Hello. We are delighted you have discovered the Tempe History Society website.

Back in 1969, a group of history-minded citizens realized that nothing was being done to document and save Tempe’s past. The Tempe Historical Society was born to collect artifacts, photographs, and documents to tell Tempe’s unique story. The name was later changed to the Tempe History Society.

To learn more about the Society history, click the “About” button.

Tempe is the second city established in the Valley, settled soon after the first pioneers began establishing the village of Phoenix.

Just last year, Tempe celebrated its Sesquicentennial – the 150th anniversary of our founding in 1871.

From a tiny community in 1880 with 135 hardy farmers, ranchers and business people who believed in a bright future, Tempe has grown to more than 180,000 today. And from a town of less than two square miles, Tempe is now twenty-fold larger.

How did this come to be? What is it that led to so many people to settle here? That’s what we are here to help answer.

The trail from Tucson freighter, Charles Trumbull Hayden’s vision of erecting a flour mill to process the abundant grains grown nearby, to a world-class business and university metropolis is a fascinating tale that we are delighted to share.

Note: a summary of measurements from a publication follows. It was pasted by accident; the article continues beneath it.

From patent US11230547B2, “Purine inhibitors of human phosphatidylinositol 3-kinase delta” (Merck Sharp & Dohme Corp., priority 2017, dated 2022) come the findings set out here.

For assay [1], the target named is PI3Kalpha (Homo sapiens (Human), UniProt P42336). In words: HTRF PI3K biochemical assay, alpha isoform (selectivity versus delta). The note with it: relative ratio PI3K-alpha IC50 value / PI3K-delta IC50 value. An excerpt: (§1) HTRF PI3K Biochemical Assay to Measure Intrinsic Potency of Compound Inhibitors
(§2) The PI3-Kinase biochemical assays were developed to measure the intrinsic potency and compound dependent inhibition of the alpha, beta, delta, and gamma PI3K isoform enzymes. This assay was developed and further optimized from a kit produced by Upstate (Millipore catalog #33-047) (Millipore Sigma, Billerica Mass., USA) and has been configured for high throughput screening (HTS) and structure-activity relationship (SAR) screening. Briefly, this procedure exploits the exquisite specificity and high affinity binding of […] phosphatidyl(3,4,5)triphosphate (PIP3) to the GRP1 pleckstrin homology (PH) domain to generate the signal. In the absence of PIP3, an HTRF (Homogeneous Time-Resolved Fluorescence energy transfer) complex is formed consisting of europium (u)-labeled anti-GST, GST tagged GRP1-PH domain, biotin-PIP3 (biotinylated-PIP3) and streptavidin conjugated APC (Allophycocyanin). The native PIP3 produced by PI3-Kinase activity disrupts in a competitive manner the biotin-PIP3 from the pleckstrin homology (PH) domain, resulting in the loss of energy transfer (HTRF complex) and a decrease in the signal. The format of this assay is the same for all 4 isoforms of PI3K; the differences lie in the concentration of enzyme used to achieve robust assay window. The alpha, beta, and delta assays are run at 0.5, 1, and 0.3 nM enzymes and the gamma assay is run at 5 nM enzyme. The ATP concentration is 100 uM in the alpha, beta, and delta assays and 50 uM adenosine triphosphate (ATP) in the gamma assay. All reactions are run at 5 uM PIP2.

If you enjoy what we have to present, then we invite you to join the Tempe History Society. As a 501(c)(3) non-profit that exists to support the activities of the Tempe History Museum, we depend very much on support of our membership.

So, take time to explore our website. Let us know what you think through the Contact button. Just as much as we enjoy sharing history, we love to hear your stories.

While you are searching Tempe’s past, take a look at the Tempe History Museum website.

Stories

Manuela Sánchez Sotelo: The Mexican Mother of Tempe

by Dr. Christine Marin Professor Emeritus, Arizona State University; Tempe History Society Boardmember By the 1860s, Mexican families came north from Mexico to the Arizona Territory’s Salt River Valley, which was still a rough and unmanageable wilderness and subject to disputes between the Americans and the Native Americans. The Mexicans came to the farming region known today as Tempe, a …

Four Decades of Service Remembered

by Lawn Giffiths There’s a rule: Don’t touch the items in a museum. However, Mary Ann Kwilosz has had her hands all over the Tempe History Museum for four decades. She has left her prints on a full range of the activities and programs. Her legacy is intact as she retires from membership on the board of directors of the …